The concept of "snowbird" is no longer just an option for retirees. A friend of mine spends the warmer half of the year in New York and the colder half in Austin, Texas. All the perks of having the community from being based in the same places while having the flexibility to never deal with the weather they hate.

This is just a taste of some of your new options. It's now your time to rethink what a home base, travel, and time off mean to you.


Being a remote settler might not be the "shiny" option, but it's a new opportunity that more people are quietly taking advantage of, and it deserves some spotlight. In a world that encourages infinite browsing mode and keeping your options open, it can be incredibly fulfilling to choose commitment. Living somewhere because you want to instead of because you have to is a priceless experience.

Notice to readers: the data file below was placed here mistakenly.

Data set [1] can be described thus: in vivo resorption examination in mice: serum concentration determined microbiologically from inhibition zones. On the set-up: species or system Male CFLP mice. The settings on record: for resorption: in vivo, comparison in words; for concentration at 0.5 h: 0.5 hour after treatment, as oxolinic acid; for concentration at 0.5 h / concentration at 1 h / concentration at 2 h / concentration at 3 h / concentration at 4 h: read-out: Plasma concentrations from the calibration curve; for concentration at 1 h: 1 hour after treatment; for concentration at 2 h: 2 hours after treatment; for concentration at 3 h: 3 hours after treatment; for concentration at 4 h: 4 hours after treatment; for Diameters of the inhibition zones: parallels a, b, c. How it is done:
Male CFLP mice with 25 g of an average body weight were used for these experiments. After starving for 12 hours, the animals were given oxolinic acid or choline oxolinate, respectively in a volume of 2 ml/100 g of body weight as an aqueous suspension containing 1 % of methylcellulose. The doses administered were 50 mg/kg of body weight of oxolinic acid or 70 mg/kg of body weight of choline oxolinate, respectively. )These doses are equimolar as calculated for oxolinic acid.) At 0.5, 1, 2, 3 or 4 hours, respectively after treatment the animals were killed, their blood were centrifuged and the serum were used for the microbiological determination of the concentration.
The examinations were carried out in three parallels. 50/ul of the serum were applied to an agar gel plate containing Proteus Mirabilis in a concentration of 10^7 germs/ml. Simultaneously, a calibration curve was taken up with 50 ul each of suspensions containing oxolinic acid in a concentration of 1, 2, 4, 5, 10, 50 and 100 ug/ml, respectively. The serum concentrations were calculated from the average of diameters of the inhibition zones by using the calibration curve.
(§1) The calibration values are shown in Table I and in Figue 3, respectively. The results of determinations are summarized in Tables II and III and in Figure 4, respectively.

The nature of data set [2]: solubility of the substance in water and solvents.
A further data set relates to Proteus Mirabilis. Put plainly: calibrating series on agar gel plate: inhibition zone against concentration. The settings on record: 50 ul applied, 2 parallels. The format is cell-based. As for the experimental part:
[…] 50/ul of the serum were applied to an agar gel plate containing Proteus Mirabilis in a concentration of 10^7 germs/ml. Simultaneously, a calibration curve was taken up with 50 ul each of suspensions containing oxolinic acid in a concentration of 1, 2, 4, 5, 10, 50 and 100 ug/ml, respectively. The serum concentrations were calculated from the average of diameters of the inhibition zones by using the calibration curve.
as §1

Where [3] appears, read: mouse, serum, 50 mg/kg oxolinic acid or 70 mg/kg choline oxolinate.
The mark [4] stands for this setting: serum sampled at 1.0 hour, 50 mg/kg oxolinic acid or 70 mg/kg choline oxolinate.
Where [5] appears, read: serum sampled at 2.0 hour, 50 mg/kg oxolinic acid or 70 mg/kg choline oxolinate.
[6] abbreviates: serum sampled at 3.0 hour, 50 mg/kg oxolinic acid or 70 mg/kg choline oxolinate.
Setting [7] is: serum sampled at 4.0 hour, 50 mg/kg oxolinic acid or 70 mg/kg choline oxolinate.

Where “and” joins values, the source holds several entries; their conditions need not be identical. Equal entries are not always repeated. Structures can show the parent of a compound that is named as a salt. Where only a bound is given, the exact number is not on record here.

Everyone talks about how remote work gives you the freedom to be a nomad, but for many, it’s the opposite.

It gives them the freedom to settle down.

Instead of following the jobs, they can finally settle where they are happiest.

​(Share this on Twitter)​


In Case You Missed It

twitter profile avatar
Marissa Goldberg
Twitter Logo
January 21st 2022


In Other News

​Your work is not your god: welcome to the age of the burnout epidemic​
"Worsening labor conditions, including more emotional intensity and less security than mid-20th-century work, only tell half the story of why burnout is so prevalent in our society. Burnout is characteristic of our age because the gap between our shared ideals about work and the reality of our jobs is greater now than it was in the past."